Winter Has Come: Europe’s Energy Mess | National Review

Winter Has Come: Europe’s Energy Mess | National Review


Tthe Nord Stream 2 gas pipeline project logo on a pipe at the Chelyabinsk pipe rolling plant in Chelyabinsk, Russia, February 26, 2020. (Maxim Shemetov/Reuters)

Angela Merkel has got out of Dodge just in time. Europe’s energy crunch has been building for some time, and now two key aspects of the former German chancellor’s dismal legacy — the Nord Stream 2 pipeline and her decision to reaccelerate the denuclearization of Germany’s energy supply — are likely to have the country caught in a vise.

Bloomberg:

A regulatory decision allowing natural gas flows to Europe via Russia’s controversial Nord Stream 2 pipeline won’t be made before July, Germany’s federal network agency said.

The regulator, also known as Bundesnetzagentur, halted the certification process in mid-November and asked the Swiss-based operator of the pipeline — which is owned by Russia’s Gazprom PJSC — to set up a German subsidiary to comply with European regulations.

The agency will resume the certification as soon as the necessary criteria are met, its president, Jochen Homann, said Thursday at a news conference. “A decision won’t be made in the first half of 2022,” he said.

This will not delight Vladimir Putin and will give him an additional reason (on top of attempting to bully them into accepting what he has in mind for Ukraine) to remind Germany and other European nations of the leverage that he has been handed by Europe’s acceptance of such a heavy dependency on Russian gas.

Meanwhile, via Reuters:

Russian natural gas deliveries to Germany through the Yamal-Europe pipeline dropped sharply on Saturday, data from German network operator Gascade showed, adding pressure to an already tight European gas market as it heads into peak winter demand.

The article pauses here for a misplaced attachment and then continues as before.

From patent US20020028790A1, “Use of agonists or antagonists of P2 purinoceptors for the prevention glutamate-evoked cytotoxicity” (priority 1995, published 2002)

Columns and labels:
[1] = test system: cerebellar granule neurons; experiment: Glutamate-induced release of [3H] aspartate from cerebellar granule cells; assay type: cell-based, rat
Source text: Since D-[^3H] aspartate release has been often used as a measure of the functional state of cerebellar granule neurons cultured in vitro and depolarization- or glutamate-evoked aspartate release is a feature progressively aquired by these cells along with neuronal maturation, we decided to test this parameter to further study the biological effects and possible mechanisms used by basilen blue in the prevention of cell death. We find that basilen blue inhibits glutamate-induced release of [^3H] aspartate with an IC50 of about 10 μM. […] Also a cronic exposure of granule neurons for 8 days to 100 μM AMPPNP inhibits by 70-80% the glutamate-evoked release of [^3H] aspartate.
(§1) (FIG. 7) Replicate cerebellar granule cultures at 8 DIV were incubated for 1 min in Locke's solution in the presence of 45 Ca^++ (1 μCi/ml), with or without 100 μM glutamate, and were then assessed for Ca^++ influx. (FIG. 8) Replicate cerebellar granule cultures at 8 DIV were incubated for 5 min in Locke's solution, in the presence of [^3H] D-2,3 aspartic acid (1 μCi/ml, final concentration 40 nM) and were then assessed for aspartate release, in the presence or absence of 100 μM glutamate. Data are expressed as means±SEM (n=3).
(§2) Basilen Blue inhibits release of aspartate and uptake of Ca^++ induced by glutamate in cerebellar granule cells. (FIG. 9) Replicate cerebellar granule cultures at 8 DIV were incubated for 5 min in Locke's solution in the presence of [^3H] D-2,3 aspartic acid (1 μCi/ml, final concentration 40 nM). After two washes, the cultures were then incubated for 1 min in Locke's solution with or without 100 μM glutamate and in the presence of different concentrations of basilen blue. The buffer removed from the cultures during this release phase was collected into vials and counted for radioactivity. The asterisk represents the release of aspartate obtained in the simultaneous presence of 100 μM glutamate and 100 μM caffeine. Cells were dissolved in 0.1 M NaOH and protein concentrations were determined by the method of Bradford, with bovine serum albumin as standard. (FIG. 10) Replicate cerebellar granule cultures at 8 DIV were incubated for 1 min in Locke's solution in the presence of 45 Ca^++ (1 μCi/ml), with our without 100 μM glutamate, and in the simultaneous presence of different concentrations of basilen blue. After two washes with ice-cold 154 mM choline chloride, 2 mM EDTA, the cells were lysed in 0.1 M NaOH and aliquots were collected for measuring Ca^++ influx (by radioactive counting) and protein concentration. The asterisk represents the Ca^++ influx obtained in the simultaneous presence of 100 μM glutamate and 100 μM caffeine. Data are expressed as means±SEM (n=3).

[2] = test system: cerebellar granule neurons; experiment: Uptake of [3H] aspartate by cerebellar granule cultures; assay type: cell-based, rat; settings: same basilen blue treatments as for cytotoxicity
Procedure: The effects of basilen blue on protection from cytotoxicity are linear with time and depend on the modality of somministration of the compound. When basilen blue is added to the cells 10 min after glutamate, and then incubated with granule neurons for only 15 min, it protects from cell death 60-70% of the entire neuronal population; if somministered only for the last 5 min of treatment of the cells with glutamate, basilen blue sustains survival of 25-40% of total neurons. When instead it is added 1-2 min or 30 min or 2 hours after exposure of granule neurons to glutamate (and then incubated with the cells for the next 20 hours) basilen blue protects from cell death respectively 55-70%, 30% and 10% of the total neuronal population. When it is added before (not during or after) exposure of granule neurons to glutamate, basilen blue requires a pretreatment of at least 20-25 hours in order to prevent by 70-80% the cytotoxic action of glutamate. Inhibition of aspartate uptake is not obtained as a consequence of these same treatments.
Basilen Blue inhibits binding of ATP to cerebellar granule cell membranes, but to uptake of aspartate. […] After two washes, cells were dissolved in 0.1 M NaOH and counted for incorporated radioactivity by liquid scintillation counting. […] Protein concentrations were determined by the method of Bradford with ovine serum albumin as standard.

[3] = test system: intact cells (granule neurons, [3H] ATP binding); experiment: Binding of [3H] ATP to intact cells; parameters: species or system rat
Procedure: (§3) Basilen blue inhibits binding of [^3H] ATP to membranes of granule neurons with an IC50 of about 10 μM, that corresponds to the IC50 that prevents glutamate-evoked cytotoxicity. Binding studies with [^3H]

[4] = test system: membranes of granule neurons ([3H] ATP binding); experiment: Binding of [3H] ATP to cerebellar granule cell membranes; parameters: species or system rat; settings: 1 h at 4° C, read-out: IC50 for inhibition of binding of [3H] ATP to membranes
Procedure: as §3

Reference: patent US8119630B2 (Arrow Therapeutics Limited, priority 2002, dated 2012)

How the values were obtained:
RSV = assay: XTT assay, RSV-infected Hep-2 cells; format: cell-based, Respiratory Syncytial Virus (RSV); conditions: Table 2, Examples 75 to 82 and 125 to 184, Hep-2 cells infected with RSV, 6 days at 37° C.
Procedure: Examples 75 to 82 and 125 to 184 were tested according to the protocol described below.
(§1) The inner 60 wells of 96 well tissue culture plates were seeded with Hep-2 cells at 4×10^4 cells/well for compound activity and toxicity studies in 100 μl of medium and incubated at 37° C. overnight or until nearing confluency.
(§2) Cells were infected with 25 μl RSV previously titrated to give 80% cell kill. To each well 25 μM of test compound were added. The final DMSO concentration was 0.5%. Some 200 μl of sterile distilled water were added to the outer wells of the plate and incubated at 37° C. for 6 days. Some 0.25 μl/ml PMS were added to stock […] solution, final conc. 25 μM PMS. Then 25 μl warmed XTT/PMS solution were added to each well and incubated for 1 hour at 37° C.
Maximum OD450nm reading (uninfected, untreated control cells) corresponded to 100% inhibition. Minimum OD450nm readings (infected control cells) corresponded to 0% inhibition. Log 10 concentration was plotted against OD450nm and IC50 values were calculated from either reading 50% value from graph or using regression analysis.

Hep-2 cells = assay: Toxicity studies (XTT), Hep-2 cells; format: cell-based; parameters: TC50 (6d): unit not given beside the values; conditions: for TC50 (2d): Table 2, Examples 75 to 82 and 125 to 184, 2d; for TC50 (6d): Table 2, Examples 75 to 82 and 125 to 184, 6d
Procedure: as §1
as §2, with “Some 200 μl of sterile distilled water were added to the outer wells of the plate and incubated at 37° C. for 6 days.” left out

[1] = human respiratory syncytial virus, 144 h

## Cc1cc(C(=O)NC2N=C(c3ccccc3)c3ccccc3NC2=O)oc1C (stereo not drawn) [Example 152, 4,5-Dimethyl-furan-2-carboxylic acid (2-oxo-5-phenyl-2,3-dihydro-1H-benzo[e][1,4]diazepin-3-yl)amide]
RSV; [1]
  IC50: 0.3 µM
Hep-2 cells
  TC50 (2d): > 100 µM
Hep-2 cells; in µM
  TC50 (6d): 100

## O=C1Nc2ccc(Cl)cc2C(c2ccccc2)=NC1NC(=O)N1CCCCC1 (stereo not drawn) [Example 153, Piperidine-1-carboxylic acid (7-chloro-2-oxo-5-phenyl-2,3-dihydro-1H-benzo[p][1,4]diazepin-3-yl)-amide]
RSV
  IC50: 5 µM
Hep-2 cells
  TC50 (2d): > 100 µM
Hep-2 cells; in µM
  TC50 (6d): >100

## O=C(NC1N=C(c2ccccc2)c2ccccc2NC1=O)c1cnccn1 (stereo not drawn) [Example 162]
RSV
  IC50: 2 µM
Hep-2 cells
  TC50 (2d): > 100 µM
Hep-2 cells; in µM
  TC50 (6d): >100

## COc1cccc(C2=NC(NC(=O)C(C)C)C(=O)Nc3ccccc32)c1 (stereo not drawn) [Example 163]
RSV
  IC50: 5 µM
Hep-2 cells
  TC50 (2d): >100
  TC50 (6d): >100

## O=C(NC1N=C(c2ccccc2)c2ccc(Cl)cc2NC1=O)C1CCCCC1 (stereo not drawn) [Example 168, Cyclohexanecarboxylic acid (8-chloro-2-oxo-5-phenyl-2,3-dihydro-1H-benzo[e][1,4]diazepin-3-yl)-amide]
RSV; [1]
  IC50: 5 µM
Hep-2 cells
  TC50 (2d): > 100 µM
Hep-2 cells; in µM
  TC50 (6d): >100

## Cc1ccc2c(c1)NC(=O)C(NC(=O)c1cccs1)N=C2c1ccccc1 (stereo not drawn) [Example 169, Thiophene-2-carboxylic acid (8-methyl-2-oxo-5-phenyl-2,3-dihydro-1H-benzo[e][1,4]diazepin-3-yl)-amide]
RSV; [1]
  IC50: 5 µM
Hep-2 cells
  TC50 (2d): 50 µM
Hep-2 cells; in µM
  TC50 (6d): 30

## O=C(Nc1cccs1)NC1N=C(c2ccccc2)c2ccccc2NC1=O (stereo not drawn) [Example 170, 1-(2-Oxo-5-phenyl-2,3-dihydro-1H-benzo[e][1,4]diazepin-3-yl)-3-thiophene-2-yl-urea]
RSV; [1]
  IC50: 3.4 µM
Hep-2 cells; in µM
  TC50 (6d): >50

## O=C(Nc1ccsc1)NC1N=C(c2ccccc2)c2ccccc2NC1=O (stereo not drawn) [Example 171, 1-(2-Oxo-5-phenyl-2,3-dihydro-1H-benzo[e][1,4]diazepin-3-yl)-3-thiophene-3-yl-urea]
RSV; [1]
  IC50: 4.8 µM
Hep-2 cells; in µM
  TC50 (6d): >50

It was not immediately clear why flows were down through the pipeline, one of the major routes for Russian gas exports to Europe and which traverses Belarus. Russian gas exporter Gazprom did not immediately reply to a request for comment…

It’s a mystery, I tell you.

Elsewhere, the Daily Telegraph’s Ambrose Evans-Pritchard reports:

Germany will shut down three nuclear plants forever next week, slashing clean and reliable baseload power in the middle of winter and during the worst energy crisis in Europe since the Second World War.

The three reactors generate 4.2 gigawatts of zero-carbon electricity between them.  They are relatively young. Gundremmingen and Grohnde were both commissioned in 1984. Brokdorf in Schleswig-Holstein was state-of-the-art when it was opened in 1986. They could have continued for another twenty-five years or so until Germany’s green infrastructure was in place.

Olaf Scholz’s coalition government is going ahead with this long-planned closure despite pleas for a stay of execution from a chorus of global climate campaigners, including Bill Gates and Jim Hansen, the NASA scientist who first alerted Washington to global warming. Another three reactors will go at the end of 2022 . . .

All the fateful consequences of Angela Merkel’s decision to wind down Germany’s nuclear fleet after Fukushima in 2011 are before our eyes: strategic paralysis as Russia attempts overthrow the post Cold War settlement; extended reliance on the dirtiest lignite coal at home; exorbitant energy prices; and the looming threat of blackouts this winter (industrial brown-outs have already begun) . . .